N.C. Central University announced a double dose of good news Thursday on the academic and sports fronts.
Its business school has gained a prestigious accreditation from an international organization, and its football team has been declared the Black College National Champions in a poll conducted by the Sheridan Broadcasting Network.
The business school accreditation, from the Association to Advance Collegiate Schools of Business, is the "gold standard in business school accreditation," said Bijoy Sahoo, interim dean of NCCU's School of Business.
Duke and UNC are among the 17 North Carolina universities with the status. The AACSB accredits about 500 business schools worldwide.
Sahoo said the new certification will help the school recruit and retain faculty and students.
"It just makes us more credible as a quality academic program," Sahoo said. "It's a feather in the cap of the faculty and administration."
The business school had no accreditation for a few months this year, but now has two types: the new AACSB one and another from the Association of Collegiate Business Schools and Programs. The university lost the latter last December and regained it in May.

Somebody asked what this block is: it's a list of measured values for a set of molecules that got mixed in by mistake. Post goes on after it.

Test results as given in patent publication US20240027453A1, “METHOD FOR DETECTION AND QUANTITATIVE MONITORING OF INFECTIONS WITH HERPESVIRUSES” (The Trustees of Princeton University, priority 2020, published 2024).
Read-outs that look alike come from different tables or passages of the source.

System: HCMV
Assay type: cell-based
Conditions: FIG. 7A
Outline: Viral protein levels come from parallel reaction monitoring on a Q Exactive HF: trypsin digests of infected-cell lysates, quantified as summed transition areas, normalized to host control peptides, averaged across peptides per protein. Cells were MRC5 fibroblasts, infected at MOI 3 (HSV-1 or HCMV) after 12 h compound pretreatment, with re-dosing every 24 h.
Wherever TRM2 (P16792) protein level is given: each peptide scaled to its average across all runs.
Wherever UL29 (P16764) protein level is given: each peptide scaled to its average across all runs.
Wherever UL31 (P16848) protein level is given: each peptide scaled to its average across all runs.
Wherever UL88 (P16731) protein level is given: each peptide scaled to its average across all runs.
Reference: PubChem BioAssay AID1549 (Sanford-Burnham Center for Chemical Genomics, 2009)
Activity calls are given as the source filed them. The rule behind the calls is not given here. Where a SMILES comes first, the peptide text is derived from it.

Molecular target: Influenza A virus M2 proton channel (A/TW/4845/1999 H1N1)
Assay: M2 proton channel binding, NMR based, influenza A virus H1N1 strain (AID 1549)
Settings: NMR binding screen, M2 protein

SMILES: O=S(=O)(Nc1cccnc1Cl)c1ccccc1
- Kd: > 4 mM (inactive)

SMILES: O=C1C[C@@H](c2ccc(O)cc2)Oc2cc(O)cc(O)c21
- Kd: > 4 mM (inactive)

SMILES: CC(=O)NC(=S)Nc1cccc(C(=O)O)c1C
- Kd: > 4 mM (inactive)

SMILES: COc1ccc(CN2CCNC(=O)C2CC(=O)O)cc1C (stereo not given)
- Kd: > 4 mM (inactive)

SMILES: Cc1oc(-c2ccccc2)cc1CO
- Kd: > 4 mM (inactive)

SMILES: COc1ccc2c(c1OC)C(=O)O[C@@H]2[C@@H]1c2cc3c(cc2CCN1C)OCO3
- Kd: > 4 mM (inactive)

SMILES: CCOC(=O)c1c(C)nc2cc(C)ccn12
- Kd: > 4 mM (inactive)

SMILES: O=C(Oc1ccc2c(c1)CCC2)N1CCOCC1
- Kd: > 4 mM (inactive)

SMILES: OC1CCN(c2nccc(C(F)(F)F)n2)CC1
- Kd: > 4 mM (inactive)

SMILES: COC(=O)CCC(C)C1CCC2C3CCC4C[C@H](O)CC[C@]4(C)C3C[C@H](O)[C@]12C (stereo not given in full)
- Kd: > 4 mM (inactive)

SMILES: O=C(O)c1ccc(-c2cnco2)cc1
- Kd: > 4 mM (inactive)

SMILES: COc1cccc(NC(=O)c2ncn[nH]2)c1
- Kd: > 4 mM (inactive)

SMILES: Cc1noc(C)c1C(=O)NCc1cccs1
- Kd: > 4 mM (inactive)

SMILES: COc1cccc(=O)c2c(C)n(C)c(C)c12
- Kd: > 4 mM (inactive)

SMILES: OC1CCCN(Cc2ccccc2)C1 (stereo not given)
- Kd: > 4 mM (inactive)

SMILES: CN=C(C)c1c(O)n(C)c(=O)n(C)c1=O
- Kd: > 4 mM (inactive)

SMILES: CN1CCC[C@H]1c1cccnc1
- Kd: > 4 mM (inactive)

NCCU as a whole also is accredited by the Southern Association of Colleges and Schools.
NCCU lost its ACBSP certification because officials did not file a self-evaluation report. Under the leadership of then-dean Benjamin Newhouse, the school was pursuing just the AACSB accreditation, even though approval would not have come before the ACBSP status expired.
Chancellor James Ammons criticized the decision at the time, and Newhouse was removed from his job.
The AACSB accreditation, which will cover NCCU's bachelor's and master's programs in business administration, focuses more on universities' faculty research and intellectual productivity than the ACBSP certification does, Sahoo said.
The School of Business first applied for AACSB accreditation in 1999.
Businesses, who sometimes help pay for employees to take part-time courses, often don't want to fund study at universities that are not AACSB approved, Sahoo said.
To achieve the certification, business schools need to go through a lengthy peer-review process and do a self-evaluation report.
"The faculty, the students and staff have shown character," Sahoo said. "We gained back the one we lost and we got this one."
NCCU's business school opened in 1972, after separating from the university's Undergraduate School of Arts and Sciences. It has more than 1,025 undergraduates enrolled and 80 students in the graduate program.